Thursday, March 3, 2011

Planetary: The RPG

I've been re-reading Planetary by Warren Ellis and John Cassaday in anticipation of the final trade paperback making its way to my door from the far-away lands of Amazon. Planetary is one of my favorite comics of all time, and as complex and unique it is, it's actually pretty easy to sum up the plot. A group of three super-powered individuals work for a mysterious organization called Planetary. The romp around the planet and the multiverse essentially discovering comic book tropes in their own world. Its Warren Ellis' playground to explore all the things that make comics great from horror comics to John Constantine (a character Ellis wrote for at one point) to pitching a battle between a WWII style League of Extraordinary Gentlemen team and a clear JLA analogue. The real villains behind the series are even a beloved superhero comic mainstay, and man, they are truly evil bastards. But how do we game?

Well, apart from recommending you pick up Planetary, I also want to through an idea out there of how one would play a Planetary tabletop game. The inclination here might be to play it as a straight superhero game, and you can definitely go that route. Think Icons with a team that focuses on investigating weird phenomenon. Instead though, I'd run it with a generic system like GURPS (probably not GURPS for me cause I'm not crazy about it, but it's got "generic" right in the title), Savage Worlds, or Basic Role Playing such as that used in Call of Cthulhu.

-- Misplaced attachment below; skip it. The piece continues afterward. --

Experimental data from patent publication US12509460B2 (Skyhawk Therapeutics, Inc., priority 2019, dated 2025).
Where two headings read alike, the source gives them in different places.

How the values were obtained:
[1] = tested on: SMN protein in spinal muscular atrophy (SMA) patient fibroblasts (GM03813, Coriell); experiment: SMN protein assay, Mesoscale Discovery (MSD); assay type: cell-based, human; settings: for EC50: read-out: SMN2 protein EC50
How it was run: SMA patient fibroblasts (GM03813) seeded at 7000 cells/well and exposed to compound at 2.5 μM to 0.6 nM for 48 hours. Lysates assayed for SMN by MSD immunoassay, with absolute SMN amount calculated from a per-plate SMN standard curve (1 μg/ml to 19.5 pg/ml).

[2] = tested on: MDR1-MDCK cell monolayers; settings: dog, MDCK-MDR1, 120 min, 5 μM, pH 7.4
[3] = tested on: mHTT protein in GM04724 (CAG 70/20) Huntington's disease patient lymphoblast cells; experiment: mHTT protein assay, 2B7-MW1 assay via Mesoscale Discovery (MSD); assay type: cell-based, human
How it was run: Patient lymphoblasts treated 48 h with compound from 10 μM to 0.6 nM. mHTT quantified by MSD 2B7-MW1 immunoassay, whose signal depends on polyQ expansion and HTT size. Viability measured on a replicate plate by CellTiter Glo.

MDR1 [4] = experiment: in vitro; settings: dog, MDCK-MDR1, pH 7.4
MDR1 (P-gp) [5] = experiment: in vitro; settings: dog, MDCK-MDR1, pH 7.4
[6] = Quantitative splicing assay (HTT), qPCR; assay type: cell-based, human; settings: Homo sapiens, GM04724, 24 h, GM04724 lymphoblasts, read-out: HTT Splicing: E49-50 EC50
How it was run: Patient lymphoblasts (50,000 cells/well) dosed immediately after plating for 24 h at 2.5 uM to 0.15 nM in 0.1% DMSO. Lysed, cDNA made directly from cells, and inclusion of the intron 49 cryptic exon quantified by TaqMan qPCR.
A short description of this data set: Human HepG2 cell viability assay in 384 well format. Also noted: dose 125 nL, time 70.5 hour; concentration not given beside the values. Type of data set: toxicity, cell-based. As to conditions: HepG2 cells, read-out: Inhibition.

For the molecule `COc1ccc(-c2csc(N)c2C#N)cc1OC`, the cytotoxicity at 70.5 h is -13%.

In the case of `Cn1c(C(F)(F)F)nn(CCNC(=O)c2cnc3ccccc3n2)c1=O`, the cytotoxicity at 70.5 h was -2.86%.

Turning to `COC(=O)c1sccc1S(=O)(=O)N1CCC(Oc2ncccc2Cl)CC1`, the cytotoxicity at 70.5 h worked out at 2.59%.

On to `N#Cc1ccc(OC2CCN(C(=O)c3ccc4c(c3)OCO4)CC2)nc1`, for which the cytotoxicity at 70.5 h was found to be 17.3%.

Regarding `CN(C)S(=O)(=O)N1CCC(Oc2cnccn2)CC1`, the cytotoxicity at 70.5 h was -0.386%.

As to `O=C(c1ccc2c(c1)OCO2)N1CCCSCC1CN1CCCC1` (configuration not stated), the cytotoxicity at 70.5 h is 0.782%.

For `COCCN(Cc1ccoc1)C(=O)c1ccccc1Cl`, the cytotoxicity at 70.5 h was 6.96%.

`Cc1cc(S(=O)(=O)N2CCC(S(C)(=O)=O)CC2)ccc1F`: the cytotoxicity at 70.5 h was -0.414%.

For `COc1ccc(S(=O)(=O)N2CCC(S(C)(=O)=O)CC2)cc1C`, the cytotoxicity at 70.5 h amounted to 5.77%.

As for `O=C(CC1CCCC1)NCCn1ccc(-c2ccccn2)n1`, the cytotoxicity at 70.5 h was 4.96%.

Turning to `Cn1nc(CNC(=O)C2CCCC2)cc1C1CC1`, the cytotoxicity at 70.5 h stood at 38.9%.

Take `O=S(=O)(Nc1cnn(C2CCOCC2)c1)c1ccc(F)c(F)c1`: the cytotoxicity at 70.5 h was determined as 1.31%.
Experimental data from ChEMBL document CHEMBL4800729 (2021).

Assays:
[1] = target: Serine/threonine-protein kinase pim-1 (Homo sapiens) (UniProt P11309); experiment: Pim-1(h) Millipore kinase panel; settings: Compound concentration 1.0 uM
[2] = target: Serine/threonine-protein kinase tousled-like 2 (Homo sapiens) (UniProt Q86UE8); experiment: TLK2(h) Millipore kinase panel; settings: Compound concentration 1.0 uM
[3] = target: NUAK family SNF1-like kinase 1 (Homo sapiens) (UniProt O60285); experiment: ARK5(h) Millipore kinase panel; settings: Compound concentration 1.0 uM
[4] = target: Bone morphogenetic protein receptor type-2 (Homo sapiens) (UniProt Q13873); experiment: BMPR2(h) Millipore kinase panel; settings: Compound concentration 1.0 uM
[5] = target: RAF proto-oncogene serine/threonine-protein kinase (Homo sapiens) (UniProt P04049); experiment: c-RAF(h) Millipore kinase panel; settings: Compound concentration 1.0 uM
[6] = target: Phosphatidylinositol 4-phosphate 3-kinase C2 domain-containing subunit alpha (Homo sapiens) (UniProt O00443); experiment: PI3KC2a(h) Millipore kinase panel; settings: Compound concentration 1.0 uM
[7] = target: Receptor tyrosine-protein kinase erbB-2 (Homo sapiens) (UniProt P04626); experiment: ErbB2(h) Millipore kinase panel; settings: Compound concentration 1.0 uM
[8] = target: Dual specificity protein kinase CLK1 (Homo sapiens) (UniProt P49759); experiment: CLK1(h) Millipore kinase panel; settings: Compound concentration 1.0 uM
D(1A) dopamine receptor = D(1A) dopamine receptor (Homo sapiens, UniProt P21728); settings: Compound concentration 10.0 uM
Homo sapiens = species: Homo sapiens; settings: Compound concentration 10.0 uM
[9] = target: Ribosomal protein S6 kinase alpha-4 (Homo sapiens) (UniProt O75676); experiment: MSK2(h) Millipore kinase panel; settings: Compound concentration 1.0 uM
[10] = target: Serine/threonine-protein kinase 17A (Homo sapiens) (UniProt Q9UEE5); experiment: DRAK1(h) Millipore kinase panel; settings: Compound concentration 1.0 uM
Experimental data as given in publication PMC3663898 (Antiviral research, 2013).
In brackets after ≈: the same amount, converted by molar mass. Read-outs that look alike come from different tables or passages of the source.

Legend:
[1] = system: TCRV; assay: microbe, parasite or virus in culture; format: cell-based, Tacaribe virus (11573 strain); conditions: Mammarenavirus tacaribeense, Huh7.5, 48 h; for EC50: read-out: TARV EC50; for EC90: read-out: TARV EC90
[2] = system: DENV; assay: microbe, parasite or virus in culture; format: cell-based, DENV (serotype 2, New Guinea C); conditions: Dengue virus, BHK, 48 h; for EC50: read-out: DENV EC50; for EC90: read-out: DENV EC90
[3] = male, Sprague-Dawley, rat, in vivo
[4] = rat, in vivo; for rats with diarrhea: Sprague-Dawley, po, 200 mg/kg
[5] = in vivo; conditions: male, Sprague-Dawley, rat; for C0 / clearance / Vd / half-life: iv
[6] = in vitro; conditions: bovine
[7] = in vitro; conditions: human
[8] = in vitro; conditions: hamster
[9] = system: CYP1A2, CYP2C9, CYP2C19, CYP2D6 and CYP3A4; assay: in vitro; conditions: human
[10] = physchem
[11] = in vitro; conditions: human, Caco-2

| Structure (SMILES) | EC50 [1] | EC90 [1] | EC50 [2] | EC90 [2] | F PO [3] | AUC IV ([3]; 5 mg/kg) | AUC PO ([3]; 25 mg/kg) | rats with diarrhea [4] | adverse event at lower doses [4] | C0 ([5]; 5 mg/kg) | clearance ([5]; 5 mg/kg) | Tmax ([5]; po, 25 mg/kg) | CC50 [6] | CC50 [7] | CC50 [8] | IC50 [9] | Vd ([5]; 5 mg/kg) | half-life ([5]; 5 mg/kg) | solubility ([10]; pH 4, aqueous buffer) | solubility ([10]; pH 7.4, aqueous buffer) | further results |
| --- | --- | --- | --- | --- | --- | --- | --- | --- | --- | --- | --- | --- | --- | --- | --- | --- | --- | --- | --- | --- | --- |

From here you can make your characters investigate literally anything. Stick to the multiverse concept where anything can slip into our reality, and you're really cooking. Again, you could stick to just exploring different different comic tropes like Ellis does in the comic book, but why not spice it up? You've got a team of investigators investigating strange tropes presenting themselves as natural phenomenon in the world - why not explore different gaming tropes? One week your players could be walking into a horror game, the next they could run into a group of medieval adventurers entering a giant dungeon. The surprise of the flavor of the game would be half the fun in this kind of game.

Really it all boils down for this for each and every player character - curiosity. They could all have different motivations for what spurred their curiosity, but ultimately they all have to want to find out what weird thing is right around the corner and solve the next mystery. It has to be their passion. One of the reasons I started this blog is because I was hopelessly outmatched by the number of games I want to play versus the amount of time I have to play them (hence writing about them on top of play time), with this style of Planetary game, just start at one end of your gaming shelf and play a new book, a new setting every week using your universal rule system. An added bonus is that it should be extremely easy to switch out GM's as well with a floating rooster for your very own Planetary team.



  1. I will say this about the Planetary comic series, if you are a fan of the series DON'T read the second to last book. For me this was typical Warren Ellis -- smart writing build up leading to the F-U ending. A lot of people are in awe of his work, I am just not one of them.

    Now as a source for RPG gaming ideas, absolute GOLD!!!! I can't deny that. That Warren Ellis is a creative bastard.

  2. Yeah Planetary ended with a whimper not a bang, but it was a fun ride to get there.

    I think a Planetary game would be a cool approach to a superhero game, however the best issues (the earliest ones) are really more of a "guided tour" of the world with the main characters more observers than actors, so they probably aren't the best to model.


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